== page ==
When, at the turn of the 2010s, the future Greater Paris metro was torn between two irreconcilable routes, that of the region and that of the State, the Urban Planning Institute of Ile-de-France (its name then) did not hesitate to say the nonsense that was the second in his eyes, remembers Xavier Desjardins, professor of urban planning at Sorbonne University.
Christian Blanc, Nicolas Sarkozy’s Secretary of State, swore by this roller coaster which would serve the economic centers (La Défense, Saclay, Marne-la-Vallée, the airports). The region, then chaired by the socialist Jean-Paul Huchon, defended a fine service to the suburbs, linked to the metro and the RER. This was also the vision of the institute’s experts. “But this opinion was all the more credible because it did not come from the executive cabinet”, explains the teacher.
If Xavier Desjardins cites this example, it is to clarify his signature at the bottom of the open letter addressed to Valérie Pécresse, the president of the Ile-de-France region, published on November 15 in The world. Professionals from town planning, transport, the environment, elected officials, nearly 1,500 to date, are mobilizing to defend the independence of “the largest town planning and environment agency in France – and even in Europe – and the oldest: the Paris Region Institute”, the IPR.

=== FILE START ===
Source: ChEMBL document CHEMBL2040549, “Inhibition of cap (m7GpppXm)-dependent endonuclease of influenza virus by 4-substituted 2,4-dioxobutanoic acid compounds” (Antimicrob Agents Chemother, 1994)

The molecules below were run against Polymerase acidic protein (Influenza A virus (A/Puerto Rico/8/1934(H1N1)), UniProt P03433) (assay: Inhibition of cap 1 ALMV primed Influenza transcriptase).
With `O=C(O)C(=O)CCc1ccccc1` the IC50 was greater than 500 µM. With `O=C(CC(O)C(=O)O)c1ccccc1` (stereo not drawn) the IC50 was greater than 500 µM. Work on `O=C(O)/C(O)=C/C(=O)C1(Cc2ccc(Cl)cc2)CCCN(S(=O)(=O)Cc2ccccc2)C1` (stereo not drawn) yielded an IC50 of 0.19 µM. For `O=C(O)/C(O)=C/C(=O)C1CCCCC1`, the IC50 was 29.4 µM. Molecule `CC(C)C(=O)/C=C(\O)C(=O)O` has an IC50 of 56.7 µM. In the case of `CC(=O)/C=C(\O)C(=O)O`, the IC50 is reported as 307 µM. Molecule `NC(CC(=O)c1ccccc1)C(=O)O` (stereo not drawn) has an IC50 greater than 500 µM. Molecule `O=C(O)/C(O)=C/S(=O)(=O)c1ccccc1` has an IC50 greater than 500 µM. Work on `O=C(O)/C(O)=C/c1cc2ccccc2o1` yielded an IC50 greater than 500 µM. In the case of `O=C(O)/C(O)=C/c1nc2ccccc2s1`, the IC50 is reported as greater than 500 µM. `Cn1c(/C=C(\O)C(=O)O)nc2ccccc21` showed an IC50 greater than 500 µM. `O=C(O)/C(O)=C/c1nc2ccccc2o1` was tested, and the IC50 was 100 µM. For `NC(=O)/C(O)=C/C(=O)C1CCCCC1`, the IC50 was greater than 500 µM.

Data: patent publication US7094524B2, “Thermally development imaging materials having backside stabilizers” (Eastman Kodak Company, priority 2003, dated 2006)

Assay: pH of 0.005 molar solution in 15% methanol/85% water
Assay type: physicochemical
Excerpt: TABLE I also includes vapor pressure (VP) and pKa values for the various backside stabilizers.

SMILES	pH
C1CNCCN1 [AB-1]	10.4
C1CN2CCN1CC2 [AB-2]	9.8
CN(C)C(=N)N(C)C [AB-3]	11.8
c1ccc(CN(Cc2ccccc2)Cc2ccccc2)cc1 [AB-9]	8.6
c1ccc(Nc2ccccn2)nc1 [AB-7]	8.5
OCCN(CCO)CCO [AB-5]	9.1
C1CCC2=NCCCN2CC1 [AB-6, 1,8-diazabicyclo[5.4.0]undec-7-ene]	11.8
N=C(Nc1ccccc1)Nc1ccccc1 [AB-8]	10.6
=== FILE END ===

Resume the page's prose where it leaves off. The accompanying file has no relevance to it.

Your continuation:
Everyone deplores “a project to rationalize resources (…) who mortgages [le] become ” of this sixty-year-old institution which, thanks to the data it accumulates on this territory of 12 million inhabitants, its analyses, is a “invaluable tool (…) decision support » of public policies. And a tool for evaluating them, since everything is accessible online.
Rent for Parisian premises
The agency has nearly 200 experts. It is the cradle of new towns, the RER, and the Ile-de-France green belt. This is where the Ile-de-France master plan, this document, currently being revised, which sets out the project for the next twenty-five years, is drawn up. But since in 2017 it was asked to join the regional health and waste observatories, the Biodiversity Agency and the Energy Agency, it has been working much wider. All the figures that are used to address the ecological transition are there. During the Covid-19 crisis, it was the cross-checking of health data and demographic indicators that revealed excess mortality in Seine-Saint-Denis during the first wave.
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